The Ludicrous JIT Compiler
Ludicrous is a just-in-time compiler for Ruby 1.8 and 1.9. Though still in the experimental stage, its performance is roughly on par with YARV (better in some benchmarks, though that may change as more features are added). It's easy to use:
class MyClass ... include Ludicrous::Speed # (or Ludicrous::JITCompiled) end
How it works
When you include the Ludicrous::JITCompiled module, stub methods are installed for all the instance methods in that class. When a stub method is called, the method is compiled and the stub replaced with the compiled method.
To JIT-compile singleton methods, include the JITCompiled module in the singleton class.
$ gem install ludicrous
You'll probably also need to install libjit for ruby-libjit to compile correctly:
$ wget ftp://ftp.gnu.org/gnu/dotgnu/libjit/libjit-0.1.2.tar.gz $ tar xvfz libjit-0.1.2.tar.gz $ cd libjit-0.1.2 $ ./configure $ make $ sudo make install
and enjoy Ludicrous Speed:
class Spaceball1 ... end Spaceball1.go_plaid()
Ludicrous supports many features of Ruby, and passes all of the tests in bfts as well as many of the tests that come with Ruby 1.8.6. However, there are some features that are unsupported, and will prove to be difficult to support. These include, but are not limited to:
- Trace funcs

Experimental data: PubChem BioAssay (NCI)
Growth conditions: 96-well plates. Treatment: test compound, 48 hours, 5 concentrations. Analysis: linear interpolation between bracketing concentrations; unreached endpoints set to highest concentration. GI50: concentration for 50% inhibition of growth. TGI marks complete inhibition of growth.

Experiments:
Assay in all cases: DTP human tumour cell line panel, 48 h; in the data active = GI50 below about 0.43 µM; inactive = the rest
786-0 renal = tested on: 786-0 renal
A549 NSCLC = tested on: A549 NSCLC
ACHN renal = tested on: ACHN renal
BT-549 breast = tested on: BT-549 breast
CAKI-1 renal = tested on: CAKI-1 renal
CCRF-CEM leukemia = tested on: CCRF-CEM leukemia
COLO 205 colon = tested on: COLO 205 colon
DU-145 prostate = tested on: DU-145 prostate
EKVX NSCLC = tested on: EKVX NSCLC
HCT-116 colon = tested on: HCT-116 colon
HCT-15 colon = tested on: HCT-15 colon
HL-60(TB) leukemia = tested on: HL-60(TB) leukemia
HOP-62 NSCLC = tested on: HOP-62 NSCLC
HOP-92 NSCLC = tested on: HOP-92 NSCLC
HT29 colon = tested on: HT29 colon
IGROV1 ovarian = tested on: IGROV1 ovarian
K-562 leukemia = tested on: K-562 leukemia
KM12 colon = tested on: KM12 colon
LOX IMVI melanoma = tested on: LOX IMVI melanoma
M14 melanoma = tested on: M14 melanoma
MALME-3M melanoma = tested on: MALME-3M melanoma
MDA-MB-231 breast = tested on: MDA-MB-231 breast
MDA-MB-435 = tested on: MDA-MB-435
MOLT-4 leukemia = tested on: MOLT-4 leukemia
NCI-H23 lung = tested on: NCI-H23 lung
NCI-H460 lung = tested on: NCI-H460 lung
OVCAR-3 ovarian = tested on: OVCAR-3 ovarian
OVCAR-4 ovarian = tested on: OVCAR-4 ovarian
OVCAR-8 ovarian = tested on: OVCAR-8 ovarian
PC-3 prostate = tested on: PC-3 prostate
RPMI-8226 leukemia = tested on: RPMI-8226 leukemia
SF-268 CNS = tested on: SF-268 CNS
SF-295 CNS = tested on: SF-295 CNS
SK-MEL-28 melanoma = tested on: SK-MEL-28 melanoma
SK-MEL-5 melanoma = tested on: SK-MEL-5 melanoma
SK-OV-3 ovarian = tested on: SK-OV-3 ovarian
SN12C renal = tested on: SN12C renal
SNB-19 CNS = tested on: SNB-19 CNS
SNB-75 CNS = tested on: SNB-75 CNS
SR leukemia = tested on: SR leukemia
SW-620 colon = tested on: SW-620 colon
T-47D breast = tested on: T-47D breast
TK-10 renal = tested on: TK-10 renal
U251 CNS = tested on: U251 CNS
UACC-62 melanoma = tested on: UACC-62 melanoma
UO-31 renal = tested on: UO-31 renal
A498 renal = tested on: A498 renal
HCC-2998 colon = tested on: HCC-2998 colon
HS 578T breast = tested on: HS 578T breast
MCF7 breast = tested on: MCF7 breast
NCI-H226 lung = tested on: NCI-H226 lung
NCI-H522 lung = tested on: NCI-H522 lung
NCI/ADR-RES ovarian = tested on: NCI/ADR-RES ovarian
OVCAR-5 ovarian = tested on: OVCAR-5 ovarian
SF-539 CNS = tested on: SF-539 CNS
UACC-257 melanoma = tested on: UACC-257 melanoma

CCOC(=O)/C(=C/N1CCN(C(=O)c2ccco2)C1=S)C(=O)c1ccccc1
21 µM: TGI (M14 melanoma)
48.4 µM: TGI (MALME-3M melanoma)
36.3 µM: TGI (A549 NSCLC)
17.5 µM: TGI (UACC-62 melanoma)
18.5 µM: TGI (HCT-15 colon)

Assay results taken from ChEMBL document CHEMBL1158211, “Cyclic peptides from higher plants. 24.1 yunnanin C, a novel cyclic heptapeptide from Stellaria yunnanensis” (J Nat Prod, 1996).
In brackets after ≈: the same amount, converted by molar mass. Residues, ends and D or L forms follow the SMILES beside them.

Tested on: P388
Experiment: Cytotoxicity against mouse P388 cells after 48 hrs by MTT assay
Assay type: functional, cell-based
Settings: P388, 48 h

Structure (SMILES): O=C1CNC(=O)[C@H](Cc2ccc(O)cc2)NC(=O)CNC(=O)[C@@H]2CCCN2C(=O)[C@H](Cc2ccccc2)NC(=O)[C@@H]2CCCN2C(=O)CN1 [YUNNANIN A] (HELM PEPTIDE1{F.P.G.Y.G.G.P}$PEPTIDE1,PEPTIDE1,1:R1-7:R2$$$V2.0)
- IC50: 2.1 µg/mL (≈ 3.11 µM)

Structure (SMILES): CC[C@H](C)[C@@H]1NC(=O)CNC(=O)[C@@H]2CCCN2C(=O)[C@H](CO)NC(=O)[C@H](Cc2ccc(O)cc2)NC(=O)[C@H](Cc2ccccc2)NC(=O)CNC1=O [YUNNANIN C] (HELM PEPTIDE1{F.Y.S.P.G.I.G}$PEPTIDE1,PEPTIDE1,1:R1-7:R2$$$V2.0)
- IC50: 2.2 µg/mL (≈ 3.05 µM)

breakwith a value
- Accepting a block as an explicit parameter
- Certain methods:
- Passing a proc as a block with the & operator
Ludicrous will attempt to detect these cases and will throw an exception at compile-time if it encounters any of them. The stub method will then be removed and replaced with the original method.
Ludicrous is also known to prevent thread switching in some cases.
It is currently impossible to trace functions that have been compiled with Ludicrous.
Method arity is likely to change when a method is compiled with Ludicrous, since arity is calculated differently for methods defined as C function pointers.
Ludicrous currently makes assumptions that certain builtin methods will not be redefined, such as arithmetic operators on Fixnum objects. In the future, Ludicrous will detect redefinition of these methods and fall back on slow method calls if they are redefined (like YARV does now).
Ludicrous does not currently promote integers to bignums.
Match data (e.g. $~, $1..$9) modified in a jit-compiled function affects match data in the callee.
Ludicrous has been developed and tested on Ubuntu Linux on a Pentium 3 with Ruby 1.8.6. It will likely work on any 32-bit platform where libjit has been ported. It is known to not work on 64-bit architectures.
Ludicrous is licensed under the modified BSD license. See the file COPYING that was distributed with Ludicrous.